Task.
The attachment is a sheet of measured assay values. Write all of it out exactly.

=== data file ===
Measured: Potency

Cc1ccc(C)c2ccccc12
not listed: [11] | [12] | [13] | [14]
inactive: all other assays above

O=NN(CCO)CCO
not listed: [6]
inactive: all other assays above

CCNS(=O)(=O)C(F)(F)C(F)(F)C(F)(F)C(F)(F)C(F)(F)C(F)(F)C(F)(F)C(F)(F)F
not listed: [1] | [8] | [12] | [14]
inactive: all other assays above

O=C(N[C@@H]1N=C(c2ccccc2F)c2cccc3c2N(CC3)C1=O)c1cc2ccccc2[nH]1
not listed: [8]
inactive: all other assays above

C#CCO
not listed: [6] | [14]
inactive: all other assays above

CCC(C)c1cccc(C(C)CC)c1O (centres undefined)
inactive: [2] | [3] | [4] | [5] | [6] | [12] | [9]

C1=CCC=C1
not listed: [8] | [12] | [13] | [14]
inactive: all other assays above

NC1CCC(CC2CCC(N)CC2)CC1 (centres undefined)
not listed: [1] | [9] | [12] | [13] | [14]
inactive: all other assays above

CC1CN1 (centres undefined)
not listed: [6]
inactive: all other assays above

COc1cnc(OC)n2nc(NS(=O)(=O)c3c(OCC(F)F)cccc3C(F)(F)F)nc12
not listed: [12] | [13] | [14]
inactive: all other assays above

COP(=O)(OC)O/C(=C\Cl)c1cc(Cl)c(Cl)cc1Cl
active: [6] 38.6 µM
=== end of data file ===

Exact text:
Measured: Potency

Cc1ccc(C)c2ccccc12
not listed: [11] | [12] | [13] | [14]
inactive: all other assays above

O=NN(CCO)CCO
not listed: [6]
inactive: all other assays above

CCNS(=O)(=O)C(F)(F)C(F)(F)C(F)(F)C(F)(F)C(F)(F)C(F)(F)C(F)(F)C(F)(F)F
not listed: [1] | [8] | [12] | [14]
inactive: all other assays above

O=C(N[C@@H]1N=C(c2ccccc2F)c2cccc3c2N(CC3)C1=O)c1cc2ccccc2[nH]1
not listed: [8]
inactive: all other assays above

C#CCO
not listed: [6] | [14]
inactive: all other assays above

CCC(C)c1cccc(C(C)CC)c1O (centres undefined)
inactive: [2] | [3] | [4] | [5] | [6] | [12] | [9]

C1=CCC=C1
not listed: [8] | [12] | [13] | [14]
inactive: all other assays above

NC1CCC(CC2CCC(N)CC2)CC1 (centres undefined)
not listed: [1] | [9] | [12] | [13] | [14]
inactive: all other assays above

CC1CN1 (centres undefined)
not listed: [6]
inactive: all other assays above

COc1cnc(OC)n2nc(NS(=O)(=O)c3c(OCC(F)F)cccc3C(F)(F)F)nc12
not listed: [12] | [13] | [14]
inactive: all other assays above

COP(=O)(OC)O/C(=C\Cl)c1cc(Cl)c(Cl)cc1Cl
active: [6] 38.6 µM